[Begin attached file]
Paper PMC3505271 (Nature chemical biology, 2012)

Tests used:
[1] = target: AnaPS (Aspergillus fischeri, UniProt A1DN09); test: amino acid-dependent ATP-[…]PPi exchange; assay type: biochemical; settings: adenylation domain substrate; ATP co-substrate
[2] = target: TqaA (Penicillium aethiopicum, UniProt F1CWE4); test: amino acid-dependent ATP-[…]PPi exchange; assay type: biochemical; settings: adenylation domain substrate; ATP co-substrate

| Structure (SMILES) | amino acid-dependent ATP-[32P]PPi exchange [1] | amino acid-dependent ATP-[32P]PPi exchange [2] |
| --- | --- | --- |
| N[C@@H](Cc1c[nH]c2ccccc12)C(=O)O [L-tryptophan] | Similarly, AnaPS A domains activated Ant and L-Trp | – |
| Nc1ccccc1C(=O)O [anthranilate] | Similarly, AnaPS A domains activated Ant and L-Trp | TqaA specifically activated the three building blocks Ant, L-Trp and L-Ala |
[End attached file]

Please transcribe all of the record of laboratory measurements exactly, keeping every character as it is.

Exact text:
Paper PMC3505271 (Nature chemical biology, 2012)

Tests used:
[1] = target: AnaPS (Aspergillus fischeri, UniProt A1DN09); test: amino acid-dependent ATP-[…]PPi exchange; assay type: biochemical; settings: adenylation domain substrate; ATP co-substrate
[2] = target: TqaA (Penicillium aethiopicum, UniProt F1CWE4); test: amino acid-dependent ATP-[…]PPi exchange; assay type: biochemical; settings: adenylation domain substrate; ATP co-substrate

| Structure (SMILES) | amino acid-dependent ATP-[32P]PPi exchange [1] | amino acid-dependent ATP-[32P]PPi exchange [2] |
| --- | --- | --- |
| N[C@@H](Cc1c[nH]c2ccccc12)C(=O)O [L-tryptophan] | Similarly, AnaPS A domains activated Ant and L-Trp | – |
| Nc1ccccc1C(=O)O [anthranilate] | Similarly, AnaPS A domains activated Ant and L-Trp | TqaA specifically activated the three building blocks Ant, L-Trp and L-Ala |